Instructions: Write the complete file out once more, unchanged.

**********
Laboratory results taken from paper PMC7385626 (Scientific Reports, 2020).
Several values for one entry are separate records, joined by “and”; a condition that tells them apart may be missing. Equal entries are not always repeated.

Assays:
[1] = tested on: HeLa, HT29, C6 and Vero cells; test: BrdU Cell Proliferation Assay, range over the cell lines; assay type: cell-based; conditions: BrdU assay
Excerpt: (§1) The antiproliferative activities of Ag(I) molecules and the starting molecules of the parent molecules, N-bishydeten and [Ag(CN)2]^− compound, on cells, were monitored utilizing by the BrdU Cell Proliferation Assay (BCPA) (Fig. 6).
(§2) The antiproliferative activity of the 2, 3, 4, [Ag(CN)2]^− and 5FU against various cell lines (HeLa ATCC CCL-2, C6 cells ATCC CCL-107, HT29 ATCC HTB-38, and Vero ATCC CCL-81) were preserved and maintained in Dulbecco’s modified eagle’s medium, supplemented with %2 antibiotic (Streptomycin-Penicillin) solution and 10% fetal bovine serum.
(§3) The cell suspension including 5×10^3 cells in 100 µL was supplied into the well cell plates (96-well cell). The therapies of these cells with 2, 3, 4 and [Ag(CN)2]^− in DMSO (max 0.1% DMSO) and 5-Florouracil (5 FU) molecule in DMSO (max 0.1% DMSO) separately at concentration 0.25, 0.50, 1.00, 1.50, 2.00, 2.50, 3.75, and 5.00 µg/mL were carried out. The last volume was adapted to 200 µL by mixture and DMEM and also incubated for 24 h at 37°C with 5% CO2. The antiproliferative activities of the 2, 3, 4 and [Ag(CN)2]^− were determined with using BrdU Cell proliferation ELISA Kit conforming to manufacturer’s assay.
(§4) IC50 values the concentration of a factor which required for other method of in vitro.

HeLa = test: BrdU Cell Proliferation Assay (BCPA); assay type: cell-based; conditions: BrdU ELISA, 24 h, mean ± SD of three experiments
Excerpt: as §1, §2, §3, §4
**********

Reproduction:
Laboratory results taken from paper PMC7385626 (Scientific Reports, 2020).
Several values for one entry are separate records, joined by “and”; a condition that tells them apart may be missing. Equal entries are not always repeated.

Assays:
[1] = tested on: HeLa, HT29, C6 and Vero cells; test: BrdU Cell Proliferation Assay, range over the cell lines; assay type: cell-based; conditions: BrdU assay
Excerpt: (§1) The antiproliferative activities of Ag(I) molecules and the starting molecules of the parent molecules, N-bishydeten and [Ag(CN)2]^− compound, on cells, were monitored utilizing by the BrdU Cell Proliferation Assay (BCPA) (Fig. 6).
(§2) The antiproliferative activity of the 2, 3, 4, [Ag(CN)2]^− and 5FU against various cell lines (HeLa ATCC CCL-2, C6 cells ATCC CCL-107, HT29 ATCC HTB-38, and Vero ATCC CCL-81) were preserved and maintained in Dulbecco’s modified eagle’s medium, supplemented with %2 antibiotic (Streptomycin-Penicillin) solution and 10% fetal bovine serum.
(§3) The cell suspension including 5×10^3 cells in 100 µL was supplied into the well cell plates (96-well cell). The therapies of these cells with 2, 3, 4 and [Ag(CN)2]^− in DMSO (max 0.1% DMSO) and 5-Florouracil (5 FU) molecule in DMSO (max 0.1% DMSO) separately at concentration 0.25, 0.50, 1.00, 1.50, 2.00, 2.50, 3.75, and 5.00 µg/mL were carried out. The last volume was adapted to 200 µL by mixture and DMEM and also incubated for 24 h at 37°C with 5% CO2. The antiproliferative activities of the 2, 3, 4 and [Ag(CN)2]^− were determined with using BrdU Cell proliferation ELISA Kit conforming to manufacturer’s assay.
(§4) IC50 values the concentration of a factor which required for other method of in vitro.

HeLa = test: BrdU Cell Proliferation Assay (BCPA); assay type: cell-based; conditions: BrdU ELISA, 24 h, mean ± SD of three experiments
Excerpt: as §1, §2, §3, §4